The girls’ repressed eroticism towards each other gradually erupts as a strong current of anger against “the grown-ups” and their imposed order; and, finally, this anger twists itself once more, into the need to control and destroy, in the person of Mr. Biggs, the adults who are repressing the two girls (“Harriet told me that in other lands,, in other cultures, in other times, both past and in the future, we would not be thought abnormal (…)”). If the girls’ pursuit is corrupted from the beginning, so is the order under which they pretend to yield to, the order they rebel against: the violence hidden beneath the social dynamics of acceptance and disavowal. Defenseless and exposed to what they begin to sense as a violent order turned into normality, the two girls can only respond to this order by enacting the same violence they are victims of.
In the end, as the violence of this order’s rationale unfolds itself through the girls’ own hands, everyone – adults and teenagers – suffers a form of innocence loss. This is a loss whose foreshadowing you manage to convey as subtly as a change of weather, a passing cloud: “The shadow crept steadily up the lawn, extinguishing the roses, the holly bush, the apple tree beside the fence. Only Mother and Harriet lingered, glowing in a corner of light; then they too wavered, struggled with invisible shutters, and turned grey. I waited. The cloud disintegrated in the sky, the grass brightened and Harriet enveloped herself in the warmth againg.” Rereading it in hindsight, I can almost feel the chill of the cloud, the chill of the loss yet to come: “At thirteen there is very little you can expect to salvage from loving someone but experience.”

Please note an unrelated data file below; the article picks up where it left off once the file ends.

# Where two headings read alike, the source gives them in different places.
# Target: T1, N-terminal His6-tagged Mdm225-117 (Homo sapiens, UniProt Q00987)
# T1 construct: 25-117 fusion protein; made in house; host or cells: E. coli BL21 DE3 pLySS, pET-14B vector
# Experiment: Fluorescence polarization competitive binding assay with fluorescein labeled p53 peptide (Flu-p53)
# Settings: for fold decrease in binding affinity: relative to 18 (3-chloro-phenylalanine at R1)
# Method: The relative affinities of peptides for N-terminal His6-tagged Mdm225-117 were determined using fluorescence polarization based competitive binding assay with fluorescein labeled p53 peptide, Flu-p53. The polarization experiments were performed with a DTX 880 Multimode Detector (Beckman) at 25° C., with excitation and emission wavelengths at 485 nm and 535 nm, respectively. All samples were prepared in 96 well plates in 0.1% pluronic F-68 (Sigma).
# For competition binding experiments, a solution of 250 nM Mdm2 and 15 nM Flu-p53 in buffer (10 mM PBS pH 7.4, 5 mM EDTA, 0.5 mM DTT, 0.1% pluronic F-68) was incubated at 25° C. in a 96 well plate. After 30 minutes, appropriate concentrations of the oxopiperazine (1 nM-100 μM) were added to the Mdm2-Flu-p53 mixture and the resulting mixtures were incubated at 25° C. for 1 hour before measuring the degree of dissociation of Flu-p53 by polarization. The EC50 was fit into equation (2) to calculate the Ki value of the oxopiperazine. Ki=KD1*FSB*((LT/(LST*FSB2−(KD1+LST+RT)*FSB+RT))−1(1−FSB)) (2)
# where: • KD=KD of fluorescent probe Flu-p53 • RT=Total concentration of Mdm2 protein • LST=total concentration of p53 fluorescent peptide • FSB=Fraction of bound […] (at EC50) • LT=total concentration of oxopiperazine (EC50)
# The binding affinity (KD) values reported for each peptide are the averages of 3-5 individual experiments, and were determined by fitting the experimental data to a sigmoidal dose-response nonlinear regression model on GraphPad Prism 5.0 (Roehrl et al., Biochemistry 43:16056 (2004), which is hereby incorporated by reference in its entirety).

The disturbing quality of your writing is not to be found on the character’s actions themselves, but on the banality of those actions, and on what is hidden beneath them: what they reveal about the rationale those characters are forced to submit to, the horrifying quality of what is considered normal (“The world was so desolate and darkening that it seemed swept by violence. The sea behind me yawned, a gigantic yawn that never reached its climax. The mouth of the world opened and the rough tongue of the sea licked the shore and tried to suck us down into the depths”). Your matter-of-fact and detached narrative tone only contribute to increase this frightening sense of being prey to an irrational rationale, in the same way as we find ourselves prey of what Harriet says.
This was the first book of yours I have read, and the first one you wrote. Having experienced the chilling way you turned childhood sins and fantasies into a horror tale, now I cannot help but to be eager to delve into your following novels, to see how your eerie writing has since then evolved. So do expect to hear from me soon, dear.
“He called me ‘a dirty little angel’. Adolescent tremblings, swirls of nerves gone gold. The pain of the moment, the awful uncontrolled joy; that was innocence.”
– Beryl Bainbridge, “Harriet said…”
“When we sat on the grass, Frances between us, I hoped for a moment the camera would not work.
‘Look up, Frances.’ My mother waited and the shutter clicked.
What if the film exposed not three children in the sun, but one between two spectres, wearing childish smiles. Faces that crumbled like bread in the fingers, and showed a fearful disintegration.”
– Beryl Bainbridge, “Harriet said…”
About the Book
- Virago Modern Classics, 2012, 175 p.
- First published in 1972, written in 1958
- My rating: 4,5 stars
- The book was inspired by newspapers reports on the Parker-Hulme murder case, which happened in 1954 in New Zealand. This case was also the basis of (a) the film Heavenly Creatures (IMDb, 1994), directed by Peter Jackson; (b) the unproduced screenplay called The Christchurch Murder, by Angela Carter; (c) Evie Wyld’s novel All The Birds Singing; (d) the film Mais ne nous délivrez pas du mal (Don’t Deliver Us From Evil, IMDb, 1971), directed by Joël Séria.
- This book was read for Beryl Bainbridge Reading Week, hosted by Gaskella over at Annabel’s House of Books; as well as for 20 Books of Summer, hosted by Cathy over at the 746 Books blog.